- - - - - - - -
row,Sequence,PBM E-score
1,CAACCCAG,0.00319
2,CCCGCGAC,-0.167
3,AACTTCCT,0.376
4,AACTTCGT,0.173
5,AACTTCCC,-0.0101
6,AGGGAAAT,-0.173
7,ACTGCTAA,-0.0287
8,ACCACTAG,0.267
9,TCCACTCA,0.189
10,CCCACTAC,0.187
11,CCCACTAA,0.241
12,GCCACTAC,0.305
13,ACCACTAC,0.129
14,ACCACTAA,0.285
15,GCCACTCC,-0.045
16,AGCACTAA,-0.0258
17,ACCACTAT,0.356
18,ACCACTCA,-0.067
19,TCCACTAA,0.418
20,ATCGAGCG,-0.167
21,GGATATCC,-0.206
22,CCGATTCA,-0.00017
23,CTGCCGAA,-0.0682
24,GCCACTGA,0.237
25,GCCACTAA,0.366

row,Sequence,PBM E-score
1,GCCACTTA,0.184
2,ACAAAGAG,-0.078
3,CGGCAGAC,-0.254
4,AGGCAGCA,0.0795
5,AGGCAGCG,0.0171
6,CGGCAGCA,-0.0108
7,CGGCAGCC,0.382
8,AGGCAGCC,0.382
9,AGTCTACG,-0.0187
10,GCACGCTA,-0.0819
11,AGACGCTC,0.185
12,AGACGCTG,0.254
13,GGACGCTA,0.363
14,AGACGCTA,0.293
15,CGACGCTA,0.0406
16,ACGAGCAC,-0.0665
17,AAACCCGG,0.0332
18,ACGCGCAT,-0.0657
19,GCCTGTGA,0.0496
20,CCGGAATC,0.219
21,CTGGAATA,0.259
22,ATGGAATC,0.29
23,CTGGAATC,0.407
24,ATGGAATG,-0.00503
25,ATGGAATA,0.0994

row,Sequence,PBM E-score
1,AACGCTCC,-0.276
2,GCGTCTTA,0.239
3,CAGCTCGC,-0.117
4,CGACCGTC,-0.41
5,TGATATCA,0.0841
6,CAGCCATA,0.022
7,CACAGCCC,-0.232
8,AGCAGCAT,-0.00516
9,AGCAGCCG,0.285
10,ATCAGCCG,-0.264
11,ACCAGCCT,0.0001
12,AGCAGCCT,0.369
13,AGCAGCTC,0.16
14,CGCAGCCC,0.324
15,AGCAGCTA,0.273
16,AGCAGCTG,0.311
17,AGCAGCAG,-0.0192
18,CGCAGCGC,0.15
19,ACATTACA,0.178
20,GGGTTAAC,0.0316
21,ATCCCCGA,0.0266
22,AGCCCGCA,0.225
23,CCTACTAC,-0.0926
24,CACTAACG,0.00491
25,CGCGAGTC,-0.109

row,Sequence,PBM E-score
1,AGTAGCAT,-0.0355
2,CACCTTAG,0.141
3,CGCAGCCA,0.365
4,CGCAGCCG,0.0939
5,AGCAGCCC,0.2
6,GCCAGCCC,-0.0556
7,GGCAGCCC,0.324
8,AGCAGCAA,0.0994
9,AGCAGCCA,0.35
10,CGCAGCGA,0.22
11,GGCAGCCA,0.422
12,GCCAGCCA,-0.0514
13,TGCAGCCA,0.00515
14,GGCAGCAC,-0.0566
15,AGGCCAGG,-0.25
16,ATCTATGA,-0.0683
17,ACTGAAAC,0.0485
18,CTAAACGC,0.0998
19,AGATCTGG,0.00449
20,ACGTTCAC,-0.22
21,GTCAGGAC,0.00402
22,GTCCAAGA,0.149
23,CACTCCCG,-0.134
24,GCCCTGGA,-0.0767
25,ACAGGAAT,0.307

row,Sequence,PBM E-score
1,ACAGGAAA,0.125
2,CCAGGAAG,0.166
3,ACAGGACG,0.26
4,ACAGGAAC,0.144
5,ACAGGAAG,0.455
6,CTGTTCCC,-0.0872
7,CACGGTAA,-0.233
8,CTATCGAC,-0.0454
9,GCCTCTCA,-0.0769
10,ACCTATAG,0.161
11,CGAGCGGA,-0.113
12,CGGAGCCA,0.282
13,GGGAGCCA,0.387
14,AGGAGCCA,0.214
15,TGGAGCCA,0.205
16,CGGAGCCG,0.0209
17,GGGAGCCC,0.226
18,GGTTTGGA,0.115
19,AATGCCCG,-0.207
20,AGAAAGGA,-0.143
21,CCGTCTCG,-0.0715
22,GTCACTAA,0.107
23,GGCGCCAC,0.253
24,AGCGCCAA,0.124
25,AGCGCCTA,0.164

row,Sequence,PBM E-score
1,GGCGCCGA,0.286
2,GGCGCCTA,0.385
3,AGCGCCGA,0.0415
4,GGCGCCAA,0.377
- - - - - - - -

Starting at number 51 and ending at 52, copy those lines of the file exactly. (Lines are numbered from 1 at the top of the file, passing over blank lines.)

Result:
24,ATGGAATG,-0.00503
25,ATGGAATA,0.0994